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Mechanics Tools Dictionary.

Discussion in 'The Lighter Side' started by okie, Sep 28, 2004.

  1. okie

    okie GT Mayor

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    HAMMER: Originally employed as a weapon of war, the hammer nowadays is used as a kind of divining rod to locate expensive car parts not far from the object we are trying to hit.

    MECHANIC'S KNIFE: Used to open and slice through the contents of cardboard cartons delivered to your front door; works particularly well on boxes containing convertible tops or tonneau covers.

    ELECTRIC HAND DRILL: Normally used for spinning steel Pop rivets in their holes until you die of old age, but it also works great for drilling rollbar mounting holes in the floor of a sports car just above the brake line that goes to the rear axle.

    HACKSAW: One of a family of cutting tools built on the Ouija board principle. It transforms human energy into a crooked, unpredictable motion, and the more you attempt to influence its course, the more dismal your future becomes.

    VISE-GRIPS: Used to round off bolt heads. If nothing else is available, they can also be used to transfer intense welding heat to the palm of your hand.

    OXYACETELENE TORCH: Used almost entirely for lighting those stale garage cigarettes you keep hidden in the back of the Whitworth socket drawer (what wife would think to look in there?) because you can never remember to buy lighter fluid for the Zippo lighter you got from the PX at Fort Campbell.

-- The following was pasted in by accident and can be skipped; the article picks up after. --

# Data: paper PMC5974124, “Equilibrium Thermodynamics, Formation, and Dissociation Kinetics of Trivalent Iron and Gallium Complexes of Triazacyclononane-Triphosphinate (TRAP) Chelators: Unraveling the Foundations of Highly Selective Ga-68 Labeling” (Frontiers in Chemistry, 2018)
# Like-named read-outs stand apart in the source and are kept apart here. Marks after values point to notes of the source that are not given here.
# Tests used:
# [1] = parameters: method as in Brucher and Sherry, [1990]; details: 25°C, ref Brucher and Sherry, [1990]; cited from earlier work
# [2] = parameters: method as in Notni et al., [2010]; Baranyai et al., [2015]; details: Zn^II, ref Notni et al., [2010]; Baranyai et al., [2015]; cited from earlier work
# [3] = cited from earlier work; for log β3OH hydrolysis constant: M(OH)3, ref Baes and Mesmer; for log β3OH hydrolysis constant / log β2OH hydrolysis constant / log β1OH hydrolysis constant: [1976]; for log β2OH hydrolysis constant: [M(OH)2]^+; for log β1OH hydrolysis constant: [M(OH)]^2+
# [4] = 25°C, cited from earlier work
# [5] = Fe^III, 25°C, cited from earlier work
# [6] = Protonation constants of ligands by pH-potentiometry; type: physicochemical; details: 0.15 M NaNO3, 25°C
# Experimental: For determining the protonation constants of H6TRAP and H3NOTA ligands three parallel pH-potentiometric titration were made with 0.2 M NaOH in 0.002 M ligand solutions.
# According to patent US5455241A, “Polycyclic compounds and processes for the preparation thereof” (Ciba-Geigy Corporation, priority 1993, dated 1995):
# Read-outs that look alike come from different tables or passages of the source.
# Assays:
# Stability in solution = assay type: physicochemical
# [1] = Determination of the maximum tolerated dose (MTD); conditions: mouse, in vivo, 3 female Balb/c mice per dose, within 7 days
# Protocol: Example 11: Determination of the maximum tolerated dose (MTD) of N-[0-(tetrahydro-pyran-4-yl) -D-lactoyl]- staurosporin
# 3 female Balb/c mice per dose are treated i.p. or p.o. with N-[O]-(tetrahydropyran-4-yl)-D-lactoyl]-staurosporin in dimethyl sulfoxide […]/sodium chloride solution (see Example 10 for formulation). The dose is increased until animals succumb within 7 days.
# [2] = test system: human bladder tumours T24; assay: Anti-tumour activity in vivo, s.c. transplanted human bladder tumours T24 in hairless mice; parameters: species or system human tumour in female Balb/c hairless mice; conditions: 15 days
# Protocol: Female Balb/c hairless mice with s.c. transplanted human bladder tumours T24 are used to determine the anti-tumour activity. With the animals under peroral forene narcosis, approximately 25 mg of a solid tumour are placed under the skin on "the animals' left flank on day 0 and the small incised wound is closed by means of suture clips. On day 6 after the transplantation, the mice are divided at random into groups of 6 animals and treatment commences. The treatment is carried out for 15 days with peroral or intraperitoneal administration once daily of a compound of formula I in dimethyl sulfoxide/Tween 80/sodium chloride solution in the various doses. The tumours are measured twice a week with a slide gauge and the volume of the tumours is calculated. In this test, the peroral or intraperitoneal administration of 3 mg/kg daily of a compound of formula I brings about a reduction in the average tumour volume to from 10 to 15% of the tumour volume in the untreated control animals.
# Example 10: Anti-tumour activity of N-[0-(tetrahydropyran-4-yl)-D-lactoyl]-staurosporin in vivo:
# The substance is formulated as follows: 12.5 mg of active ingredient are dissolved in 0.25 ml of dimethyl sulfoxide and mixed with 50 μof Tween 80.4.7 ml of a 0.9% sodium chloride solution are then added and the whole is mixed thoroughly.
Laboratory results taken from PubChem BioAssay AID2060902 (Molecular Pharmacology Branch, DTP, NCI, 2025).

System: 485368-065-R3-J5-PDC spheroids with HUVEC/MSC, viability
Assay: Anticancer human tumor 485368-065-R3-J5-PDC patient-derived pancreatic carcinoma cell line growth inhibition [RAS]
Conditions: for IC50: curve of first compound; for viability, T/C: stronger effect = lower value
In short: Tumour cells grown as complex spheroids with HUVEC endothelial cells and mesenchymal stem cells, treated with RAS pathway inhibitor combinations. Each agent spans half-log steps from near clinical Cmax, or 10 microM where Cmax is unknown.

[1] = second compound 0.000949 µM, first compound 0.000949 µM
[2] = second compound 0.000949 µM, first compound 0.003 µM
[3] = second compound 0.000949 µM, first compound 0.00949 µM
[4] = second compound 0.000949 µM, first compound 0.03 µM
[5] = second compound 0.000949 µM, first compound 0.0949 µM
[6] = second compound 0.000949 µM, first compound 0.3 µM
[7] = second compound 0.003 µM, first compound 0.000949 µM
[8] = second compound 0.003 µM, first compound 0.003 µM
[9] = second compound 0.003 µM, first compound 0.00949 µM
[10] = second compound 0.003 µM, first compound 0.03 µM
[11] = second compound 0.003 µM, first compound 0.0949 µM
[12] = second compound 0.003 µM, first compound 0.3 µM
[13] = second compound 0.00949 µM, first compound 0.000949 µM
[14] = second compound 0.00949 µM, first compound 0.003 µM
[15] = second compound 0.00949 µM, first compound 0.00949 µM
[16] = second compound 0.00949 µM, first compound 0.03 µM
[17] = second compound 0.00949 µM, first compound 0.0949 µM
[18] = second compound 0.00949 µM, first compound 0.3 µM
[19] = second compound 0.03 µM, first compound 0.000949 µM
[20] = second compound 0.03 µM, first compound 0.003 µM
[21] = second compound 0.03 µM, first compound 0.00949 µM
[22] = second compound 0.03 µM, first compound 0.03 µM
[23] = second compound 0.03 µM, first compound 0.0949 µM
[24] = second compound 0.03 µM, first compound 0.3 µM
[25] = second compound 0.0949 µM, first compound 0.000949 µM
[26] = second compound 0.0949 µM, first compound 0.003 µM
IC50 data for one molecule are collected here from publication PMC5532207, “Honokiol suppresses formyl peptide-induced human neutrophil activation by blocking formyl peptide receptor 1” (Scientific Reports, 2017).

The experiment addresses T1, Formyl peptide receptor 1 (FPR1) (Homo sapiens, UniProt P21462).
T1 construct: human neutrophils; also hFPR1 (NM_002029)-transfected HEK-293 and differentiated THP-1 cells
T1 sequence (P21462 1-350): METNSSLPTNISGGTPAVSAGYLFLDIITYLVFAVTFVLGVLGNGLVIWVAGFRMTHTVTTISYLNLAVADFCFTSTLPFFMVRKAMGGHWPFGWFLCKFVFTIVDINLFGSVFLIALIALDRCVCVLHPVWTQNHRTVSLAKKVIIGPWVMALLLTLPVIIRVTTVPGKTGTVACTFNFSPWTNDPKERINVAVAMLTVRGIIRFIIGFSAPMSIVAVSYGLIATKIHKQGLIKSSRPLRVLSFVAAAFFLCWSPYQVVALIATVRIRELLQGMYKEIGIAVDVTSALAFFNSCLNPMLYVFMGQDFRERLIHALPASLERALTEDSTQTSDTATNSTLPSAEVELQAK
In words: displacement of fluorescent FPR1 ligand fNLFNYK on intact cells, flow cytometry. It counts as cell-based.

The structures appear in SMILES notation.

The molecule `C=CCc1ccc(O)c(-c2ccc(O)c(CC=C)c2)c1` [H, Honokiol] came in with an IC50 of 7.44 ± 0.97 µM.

ZIPPO LIGHTER: See oxyacetelene torch.

    WHITWORTH SOCKETS: Once used for working on older British cars and motorcycles, they are now used mainly for hiding six-month-old Salems from the sort of person who would throw them away for no good reason.

    DRILL PRESS: A tall upright machine useful for suddenly snatching flat metal bar stock out of your hands so that it smacks you in the chest and flings your beer across the room, splattering it against the Rolling Stones poster over the bench grinder.

    WIRE WHEEL: Cleans rust off old bolts and then throws them somewhere under the workbench with the speed of light. Also removes fingerprint whorls and hard-earned guitar callouses in about the time it takes you to say, "Django Reinhardt."

    HYDRAULIC FLOOR JACK: Used for lowering a Mustang to the ground after you have installed a set of Ford Motorsports lowered road springs, trapping the jack handle firmly under the front air dam.

    EIGHT-FOOT LONG DOUGLAS FIR 2x4: Used for levering a car upward off a hydraulic jack.

    TWEEZERS: A tool for removing wood splinters.

    PHONE: Tool for calling your neighbor Chris to see if he has another hydraulic floor jack.

    SNAP-ON GASKET SCRAPER: Theoretically useful as a sandwich tool for spreading mayonnaise; used mainly for getting dog-doo off your boot.

    E-Z OUT BOLT AND STUD EXTRACTOR: A tool that snaps off in bolt holes and is ten times harder than any known drill bit.

    TIMING LIGHT: A stroboscopic instrument for illuminating grease buildup on crankshaft pulleys.